Drive Serve Technique
1. Stand left foot in front of right toeing the back line (short line) with feet about a shoulder’s width apart. (Don’t bend over at the waist like MJ Vargas or Chris Crowther because they go down twice, neither that well; do it more like Kane and Paola. Do crouch slightly in athletic body position, with knees bent and hips flexed.
2. Left foot is pretty straight along line toes pointed at right wall and back foot angled, with heel inside line, as you find comfortable to balance you in this ready, check out receiver, pick serve spot, get ready to attack mode.
3. Step up with right foot foot landing to the left side and just trailing the left foot in position parallel to the left foot (at same time I like to lift my racquet like a funambulist (tight-rope walker) on a high wire using my arms to counter my feet close together).
4. This is partial ready position with arms and body that will get bigger and fuller prepped as feet move.
5. Off arm is drawn in slightly toward you, with palm down and ball held inside tips of left hand fingers and they’re ready to toss the ball sideways towards the front of the box. (I like a little over spin toss but not super fast because I wanna catch up to my toss right in time as I peak my forward swing to light up the ball).
6. Left foot is ready (with off arm) to both go in a crossover and toss landing in a partially closed stance still with chest up and ball moving sideways and dropping to shin height contact.
7. Toss ball and crossover and as the left foot lands right-away auto kicks back to back foot.
8. After press back actually complete racquet back prep and tuck away the stroking shoulder while you’re also spreading out the off arm like you’re loading a bow pushing away bow with left hand and drawing back arrow racquet with right arm elbow first.
9. Cock front knee away, piston down on back foot, and then open front foot pointing toes forward.
9. Push from back to front foot, as you begin to draw in off arm and begin throwing motion with racquet arm in first a loop down of racquet with toss back of your hand and arc of elbow forward.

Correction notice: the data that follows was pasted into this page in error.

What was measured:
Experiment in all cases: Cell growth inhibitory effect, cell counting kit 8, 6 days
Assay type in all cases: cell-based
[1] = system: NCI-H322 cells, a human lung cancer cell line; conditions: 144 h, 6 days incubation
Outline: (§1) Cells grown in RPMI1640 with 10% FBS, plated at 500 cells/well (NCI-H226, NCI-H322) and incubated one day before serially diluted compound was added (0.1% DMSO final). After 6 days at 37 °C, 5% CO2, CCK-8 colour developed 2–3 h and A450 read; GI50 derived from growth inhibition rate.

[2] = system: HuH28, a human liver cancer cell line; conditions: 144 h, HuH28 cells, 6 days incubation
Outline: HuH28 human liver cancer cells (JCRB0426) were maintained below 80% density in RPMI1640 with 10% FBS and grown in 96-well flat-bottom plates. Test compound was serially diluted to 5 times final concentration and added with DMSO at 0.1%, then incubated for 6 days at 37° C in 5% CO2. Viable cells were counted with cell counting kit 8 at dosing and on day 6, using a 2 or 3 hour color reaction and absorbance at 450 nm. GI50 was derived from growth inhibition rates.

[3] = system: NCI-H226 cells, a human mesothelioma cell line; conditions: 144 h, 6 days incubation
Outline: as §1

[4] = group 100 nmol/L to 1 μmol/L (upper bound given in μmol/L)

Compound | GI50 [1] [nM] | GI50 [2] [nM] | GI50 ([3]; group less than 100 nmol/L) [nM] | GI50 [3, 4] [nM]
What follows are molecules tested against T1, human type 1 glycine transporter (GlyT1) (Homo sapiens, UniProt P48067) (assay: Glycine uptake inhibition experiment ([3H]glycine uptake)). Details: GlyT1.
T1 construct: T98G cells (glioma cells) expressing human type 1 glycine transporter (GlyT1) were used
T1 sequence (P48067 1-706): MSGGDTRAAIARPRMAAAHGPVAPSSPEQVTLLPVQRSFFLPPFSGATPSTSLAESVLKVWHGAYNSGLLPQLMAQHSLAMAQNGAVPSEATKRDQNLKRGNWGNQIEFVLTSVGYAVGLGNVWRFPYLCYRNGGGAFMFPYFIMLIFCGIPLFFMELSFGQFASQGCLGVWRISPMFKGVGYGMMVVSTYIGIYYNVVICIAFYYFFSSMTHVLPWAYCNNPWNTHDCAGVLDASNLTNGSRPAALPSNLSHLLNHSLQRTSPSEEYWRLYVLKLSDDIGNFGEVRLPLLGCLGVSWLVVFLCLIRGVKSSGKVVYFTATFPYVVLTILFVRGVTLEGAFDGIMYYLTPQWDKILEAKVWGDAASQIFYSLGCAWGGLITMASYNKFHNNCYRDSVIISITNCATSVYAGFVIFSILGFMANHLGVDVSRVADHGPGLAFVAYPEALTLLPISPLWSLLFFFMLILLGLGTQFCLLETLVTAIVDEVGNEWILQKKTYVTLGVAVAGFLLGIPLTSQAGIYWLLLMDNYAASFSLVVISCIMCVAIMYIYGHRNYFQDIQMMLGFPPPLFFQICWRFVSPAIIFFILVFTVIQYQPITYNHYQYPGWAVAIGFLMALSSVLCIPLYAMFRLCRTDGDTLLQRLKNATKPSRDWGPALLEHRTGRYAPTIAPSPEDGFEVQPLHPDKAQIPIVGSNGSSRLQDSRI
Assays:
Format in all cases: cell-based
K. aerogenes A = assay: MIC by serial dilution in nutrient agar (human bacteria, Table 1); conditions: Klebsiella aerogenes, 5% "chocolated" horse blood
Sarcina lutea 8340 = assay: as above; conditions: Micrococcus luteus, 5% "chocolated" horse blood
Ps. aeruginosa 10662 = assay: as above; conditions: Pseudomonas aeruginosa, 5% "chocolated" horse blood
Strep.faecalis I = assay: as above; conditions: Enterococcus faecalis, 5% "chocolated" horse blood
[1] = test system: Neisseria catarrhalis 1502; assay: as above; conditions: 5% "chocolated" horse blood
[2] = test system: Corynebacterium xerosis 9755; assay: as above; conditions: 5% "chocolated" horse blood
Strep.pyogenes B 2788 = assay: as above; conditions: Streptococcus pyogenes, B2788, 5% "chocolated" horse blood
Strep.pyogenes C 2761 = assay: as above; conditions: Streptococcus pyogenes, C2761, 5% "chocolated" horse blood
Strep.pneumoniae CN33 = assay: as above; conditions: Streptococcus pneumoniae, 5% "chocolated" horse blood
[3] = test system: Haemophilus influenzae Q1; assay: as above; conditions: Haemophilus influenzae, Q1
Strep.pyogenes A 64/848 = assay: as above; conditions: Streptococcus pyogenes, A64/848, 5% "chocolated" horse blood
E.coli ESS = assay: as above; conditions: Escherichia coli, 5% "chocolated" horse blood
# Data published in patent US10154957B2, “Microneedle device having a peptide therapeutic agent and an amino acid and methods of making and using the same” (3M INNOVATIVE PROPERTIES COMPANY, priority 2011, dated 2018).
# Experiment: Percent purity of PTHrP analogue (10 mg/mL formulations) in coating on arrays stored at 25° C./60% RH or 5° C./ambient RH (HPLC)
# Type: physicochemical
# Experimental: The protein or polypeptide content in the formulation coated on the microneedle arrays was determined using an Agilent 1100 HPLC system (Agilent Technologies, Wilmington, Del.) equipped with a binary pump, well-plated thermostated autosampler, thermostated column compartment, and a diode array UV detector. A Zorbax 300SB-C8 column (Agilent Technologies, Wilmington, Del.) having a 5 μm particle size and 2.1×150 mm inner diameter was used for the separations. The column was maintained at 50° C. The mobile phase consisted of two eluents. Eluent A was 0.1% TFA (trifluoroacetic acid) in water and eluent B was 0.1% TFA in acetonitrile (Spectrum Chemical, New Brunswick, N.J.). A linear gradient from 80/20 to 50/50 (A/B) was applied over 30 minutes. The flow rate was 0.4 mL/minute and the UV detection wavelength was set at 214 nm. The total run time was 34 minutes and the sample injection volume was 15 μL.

10. Move sideways or hip sway first side-to-side while bending legs with knees driving to point forward all the while moving across front foot.
11. With front leg plié and back leg and back side leading/driving move, flip the back hip.
12. Use core to turn your middle while pulling along the trailing now, pointing back forearm and racquet head that’s dropping from shoulder to contact height, with elbow leading.
13. As core and body turn spins the shoulders inwards, sling arm out just as elbow is reaching the trail side of hitting shoulder.
14. Keep bending knees and getting lower although keep chest up focusing on ball an arms length and a racquet head away.
15. Extend (AND TURN OVER) forearm, as it flows out toward ball contact after passing butt to target interim point.
16. Right before full arm arrow and ball contact (about 1′ before) begin snap where both the forearm and wrist mesh together and spiral over with a decided elbow spin, too.
17. Go from palm up (and forearm) and wrist cupped, knuckles drawn to back of forearm, while narrowing spacing between upper arm and lower arm torquing up the whole arm at and above and below elbow and of course wrist hinging.